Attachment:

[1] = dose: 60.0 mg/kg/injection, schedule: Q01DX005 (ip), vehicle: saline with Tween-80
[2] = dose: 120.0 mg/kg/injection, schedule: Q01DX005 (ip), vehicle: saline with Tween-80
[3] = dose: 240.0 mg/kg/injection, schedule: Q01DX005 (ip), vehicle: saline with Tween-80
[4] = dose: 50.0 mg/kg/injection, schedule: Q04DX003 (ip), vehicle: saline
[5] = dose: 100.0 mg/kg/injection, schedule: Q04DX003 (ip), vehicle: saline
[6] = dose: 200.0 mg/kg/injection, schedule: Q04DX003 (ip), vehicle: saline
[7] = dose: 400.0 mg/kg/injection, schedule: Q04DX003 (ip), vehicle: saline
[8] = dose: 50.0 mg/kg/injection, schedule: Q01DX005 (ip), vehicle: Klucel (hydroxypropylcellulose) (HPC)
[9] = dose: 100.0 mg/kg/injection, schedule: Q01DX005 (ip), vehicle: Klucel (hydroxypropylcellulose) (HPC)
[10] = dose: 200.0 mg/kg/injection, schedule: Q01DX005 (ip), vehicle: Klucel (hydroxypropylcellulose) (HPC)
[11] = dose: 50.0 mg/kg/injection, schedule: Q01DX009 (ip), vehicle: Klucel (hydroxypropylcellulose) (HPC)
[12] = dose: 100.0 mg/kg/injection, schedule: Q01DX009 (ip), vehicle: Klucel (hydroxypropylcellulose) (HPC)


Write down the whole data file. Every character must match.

[1] = dose: 60.0 mg/kg/injection, schedule: Q01DX005 (ip), vehicle: saline with Tween-80
[2] = dose: 120.0 mg/kg/injection, schedule: Q01DX005 (ip), vehicle: saline with Tween-80
[3] = dose: 240.0 mg/kg/injection, schedule: Q01DX005 (ip), vehicle: saline with Tween-80
[4] = dose: 50.0 mg/kg/injection, schedule: Q04DX003 (ip), vehicle: saline
[5] = dose: 100.0 mg/kg/injection, schedule: Q04DX003 (ip), vehicle: saline
[6] = dose: 200.0 mg/kg/injection, schedule: Q04DX003 (ip), vehicle: saline
[7] = dose: 400.0 mg/kg/injection, schedule: Q04DX003 (ip), vehicle: saline
[8] = dose: 50.0 mg/kg/injection, schedule: Q01DX005 (ip), vehicle: Klucel (hydroxypropylcellulose) (HPC)
[9] = dose: 100.0 mg/kg/injection, schedule: Q01DX005 (ip), vehicle: Klucel (hydroxypropylcellulose) (HPC)
[10] = dose: 200.0 mg/kg/injection, schedule: Q01DX005 (ip), vehicle: Klucel (hydroxypropylcellulose) (HPC)
[11] = dose: 50.0 mg/kg/injection, schedule: Q01DX009 (ip), vehicle: Klucel (hydroxypropylcellulose) (HPC)
[12] = dose: 100.0 mg/kg/injection, schedule: Q01DX009 (ip), vehicle: Klucel (hydroxypropylcellulose) (HPC)